Concealed carry keeps students safe on campus

Feb. 1 through the 8 was National Gun Violence Awareness Week. Many people are left wondering what we can do to prevent further incidents from occurring, especially on campus. With cases such as what we just saw with A&M Commerce, it becomes more difficult to push these thoughts to the back of our minds and continue on with our day as a student or member of faculty and staff. 

For some students, such as myself, the answer is clear, and that is to conceal carry a firearm everywhere we go, including on campus. After the Texas campus carry law went into effect in Aug. 2016, no public university is allowed to deny licensed citizens to conceal carry a handgun on campus. 

This, of course, has a few exceptions. The University is allowed to deny carry into certain buildings, such as the Early Childhood Development Center, Health Center, Counseling Center and others. You can view the full list along with all TAMU-CC rules regarding carrying on campus on the University website under the “University Handbook Rules and Procedures” section. 

I understand that the idea of students, faculty or even visitors walking around campus with firearms might make some feel uneasy, however, it is important to note that anyone who wishes to carry on campus must go through licensing and training classes. 

These classes mandate passing a proficiency qualification with a handgun, several hours of classroom instruction followed by a written test, and an extensive background check run by the FBI and local law enforcement agencies.     

There are students who feel safer on campus knowing this, such as Chad Keys, a senior Political Science major. 

“The only thing that changed was law abiding students and faculty are now able to defend themselves if an incident arises,” said Keys. “Having LTC (license to carry) holders on campus only makes the campus learning community safer.”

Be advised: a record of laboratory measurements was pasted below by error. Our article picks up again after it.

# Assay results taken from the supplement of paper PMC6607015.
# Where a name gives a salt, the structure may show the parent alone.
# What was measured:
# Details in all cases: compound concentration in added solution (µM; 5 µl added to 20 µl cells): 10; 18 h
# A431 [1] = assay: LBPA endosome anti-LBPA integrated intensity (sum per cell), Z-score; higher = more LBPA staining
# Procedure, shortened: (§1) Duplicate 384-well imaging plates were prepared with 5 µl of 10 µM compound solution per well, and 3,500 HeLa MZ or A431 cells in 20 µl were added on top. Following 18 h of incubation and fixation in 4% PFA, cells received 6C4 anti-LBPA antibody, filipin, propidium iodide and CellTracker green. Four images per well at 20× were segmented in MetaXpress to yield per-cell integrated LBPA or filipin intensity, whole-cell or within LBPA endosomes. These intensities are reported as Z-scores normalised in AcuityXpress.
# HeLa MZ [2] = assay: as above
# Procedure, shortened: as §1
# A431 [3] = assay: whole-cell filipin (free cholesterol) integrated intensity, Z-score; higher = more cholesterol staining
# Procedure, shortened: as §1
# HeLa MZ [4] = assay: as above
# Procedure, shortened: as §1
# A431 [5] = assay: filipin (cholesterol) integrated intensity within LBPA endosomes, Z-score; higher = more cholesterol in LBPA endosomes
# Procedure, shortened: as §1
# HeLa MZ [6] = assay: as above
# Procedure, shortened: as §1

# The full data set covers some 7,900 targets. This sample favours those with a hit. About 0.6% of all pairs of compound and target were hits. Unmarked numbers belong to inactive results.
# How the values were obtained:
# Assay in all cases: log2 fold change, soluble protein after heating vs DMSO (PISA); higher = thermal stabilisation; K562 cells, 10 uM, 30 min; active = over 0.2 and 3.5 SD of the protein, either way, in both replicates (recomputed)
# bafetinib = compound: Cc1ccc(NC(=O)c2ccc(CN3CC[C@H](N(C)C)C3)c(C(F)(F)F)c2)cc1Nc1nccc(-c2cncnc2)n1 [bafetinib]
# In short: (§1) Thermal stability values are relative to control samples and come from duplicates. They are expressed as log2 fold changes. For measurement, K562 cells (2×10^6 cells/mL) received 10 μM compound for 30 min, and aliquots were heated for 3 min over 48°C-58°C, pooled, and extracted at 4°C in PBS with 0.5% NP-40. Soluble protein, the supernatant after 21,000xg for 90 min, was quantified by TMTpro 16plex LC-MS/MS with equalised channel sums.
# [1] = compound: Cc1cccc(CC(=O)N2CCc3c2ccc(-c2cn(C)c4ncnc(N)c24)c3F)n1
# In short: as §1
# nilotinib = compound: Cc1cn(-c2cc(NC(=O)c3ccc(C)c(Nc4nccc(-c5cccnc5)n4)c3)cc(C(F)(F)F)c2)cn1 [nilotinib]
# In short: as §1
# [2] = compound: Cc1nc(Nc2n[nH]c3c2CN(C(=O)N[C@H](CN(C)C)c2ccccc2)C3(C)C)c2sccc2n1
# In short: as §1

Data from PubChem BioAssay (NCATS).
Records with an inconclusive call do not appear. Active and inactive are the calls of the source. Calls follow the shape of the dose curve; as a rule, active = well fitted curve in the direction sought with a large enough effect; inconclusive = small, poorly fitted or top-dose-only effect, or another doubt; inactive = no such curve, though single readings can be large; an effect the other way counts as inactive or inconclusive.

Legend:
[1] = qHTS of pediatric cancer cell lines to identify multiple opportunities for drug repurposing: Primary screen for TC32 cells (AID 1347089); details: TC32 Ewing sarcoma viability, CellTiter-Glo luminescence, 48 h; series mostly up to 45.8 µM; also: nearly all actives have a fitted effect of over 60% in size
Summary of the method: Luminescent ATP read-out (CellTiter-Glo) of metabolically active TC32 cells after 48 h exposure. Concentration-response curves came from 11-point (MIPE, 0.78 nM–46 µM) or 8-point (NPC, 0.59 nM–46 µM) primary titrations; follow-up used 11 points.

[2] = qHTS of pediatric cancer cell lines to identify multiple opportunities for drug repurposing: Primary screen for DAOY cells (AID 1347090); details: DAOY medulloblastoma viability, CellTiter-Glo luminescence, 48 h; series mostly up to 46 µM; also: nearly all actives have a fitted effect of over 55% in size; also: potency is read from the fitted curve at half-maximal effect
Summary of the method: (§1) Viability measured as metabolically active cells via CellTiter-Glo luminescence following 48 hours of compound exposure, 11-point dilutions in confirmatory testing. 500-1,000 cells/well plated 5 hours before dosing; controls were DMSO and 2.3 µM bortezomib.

For those of us who wish to take responsibility for our own safety rather than sit idly by as we wait for law enforcement to arrive, conceal carrying a handgun is the best form of self-defense available.

One student, who wishes to remain anonymous for safety reasons, said, “I carry in case the unfortunate happens. You never know when something might happen, so it’s better to have it and not need it than need it and not have it.”

When dealing with a firearm in any situation, it is important to not lose sight of how powerful of a tool that they are. One of the most basic rules of firearm safety is to never point at anything you are not willing to kill. Carrying a firearm is a serious matter, and the people who choose to carry must acknowledge this.  

“If a situation were to come up,” the anonymous source said, “I feel like it would be my responsibility to intervene in order to prevent any unnecessary casualties, and I am prepared to take a life if it has to come to that.” 

Carrying a firearm is not for everyone. It is a personal decision that you have to make for yourself, but with the right training and discipline, you will come to find out that it is the best way to defend your life, and the lives of others around you. 

According to a report given by the CDC in 2008, “Almost all national survey estimates indicate that defensive gun uses by victims are at least as common as offensive uses by criminals, with estimates of annual uses ranging from about 500,000 to more than 3 million per year, in the context of about 300,000 violent crimes involving firearms in 2008.”

A handgun is the ultimate equalizer. It matters not how strong or fast you are compared to the aggressor. With proper training, someone with any size or stature can successfully defend themselves. This is a right of the American people that should be embraced and preserved.